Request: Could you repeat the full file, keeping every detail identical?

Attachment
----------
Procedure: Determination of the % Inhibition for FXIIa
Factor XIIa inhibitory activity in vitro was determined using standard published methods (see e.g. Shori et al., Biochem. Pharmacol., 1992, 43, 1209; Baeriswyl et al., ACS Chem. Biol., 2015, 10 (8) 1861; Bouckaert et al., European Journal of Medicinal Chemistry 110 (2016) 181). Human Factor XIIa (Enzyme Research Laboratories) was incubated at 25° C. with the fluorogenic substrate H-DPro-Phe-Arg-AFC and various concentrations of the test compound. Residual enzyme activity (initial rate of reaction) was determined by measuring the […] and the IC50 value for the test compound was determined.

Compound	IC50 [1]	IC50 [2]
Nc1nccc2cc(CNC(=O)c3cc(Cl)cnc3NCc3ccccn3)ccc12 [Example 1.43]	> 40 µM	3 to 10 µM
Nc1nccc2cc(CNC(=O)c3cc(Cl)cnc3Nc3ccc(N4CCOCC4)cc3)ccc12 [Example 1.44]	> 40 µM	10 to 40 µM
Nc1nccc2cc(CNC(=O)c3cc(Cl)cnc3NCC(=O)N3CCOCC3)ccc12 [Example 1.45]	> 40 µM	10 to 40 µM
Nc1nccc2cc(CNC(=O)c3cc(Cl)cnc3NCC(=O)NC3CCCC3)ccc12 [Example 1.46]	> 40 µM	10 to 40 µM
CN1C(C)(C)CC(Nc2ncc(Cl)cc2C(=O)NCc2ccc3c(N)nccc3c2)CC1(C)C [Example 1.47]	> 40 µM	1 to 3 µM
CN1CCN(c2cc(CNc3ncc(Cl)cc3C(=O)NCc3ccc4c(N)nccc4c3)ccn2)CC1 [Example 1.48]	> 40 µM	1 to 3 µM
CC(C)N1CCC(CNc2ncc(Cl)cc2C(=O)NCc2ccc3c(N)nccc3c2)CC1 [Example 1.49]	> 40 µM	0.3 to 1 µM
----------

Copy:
Procedure: Determination of the % Inhibition for FXIIa
Factor XIIa inhibitory activity in vitro was determined using standard published methods (see e.g. Shori et al., Biochem. Pharmacol., 1992, 43, 1209; Baeriswyl et al., ACS Chem. Biol., 2015, 10 (8) 1861; Bouckaert et al., European Journal of Medicinal Chemistry 110 (2016) 181). Human Factor XIIa (Enzyme Research Laboratories) was incubated at 25° C. with the fluorogenic substrate H-DPro-Phe-Arg-AFC and various concentrations of the test compound. Residual enzyme activity (initial rate of reaction) was determined by measuring the […] and the IC50 value for the test compound was determined.

Compound	IC50 [1]	IC50 [2]
Nc1nccc2cc(CNC(=O)c3cc(Cl)cnc3NCc3ccccn3)ccc12 [Example 1.43]	> 40 µM	3 to 10 µM
Nc1nccc2cc(CNC(=O)c3cc(Cl)cnc3Nc3ccc(N4CCOCC4)cc3)ccc12 [Example 1.44]	> 40 µM	10 to 40 µM
Nc1nccc2cc(CNC(=O)c3cc(Cl)cnc3NCC(=O)N3CCOCC3)ccc12 [Example 1.45]	> 40 µM	10 to 40 µM
Nc1nccc2cc(CNC(=O)c3cc(Cl)cnc3NCC(=O)NC3CCCC3)ccc12 [Example 1.46]	> 40 µM	10 to 40 µM
CN1C(C)(C)CC(Nc2ncc(Cl)cc2C(=O)NCc2ccc3c(N)nccc3c2)CC1(C)C [Example 1.47]	> 40 µM	1 to 3 µM
CN1CCN(c2cc(CNc3ncc(Cl)cc3C(=O)NCc3ccc4c(N)nccc4c3)ccn2)CC1 [Example 1.48]	> 40 µM	1 to 3 µM
CC(C)N1CCC(CNc2ncc(Cl)cc2C(=O)NCc2ccc3c(N)nccc3c2)CC1 [Example 1.49]	> 40 µM	0.3 to 1 µM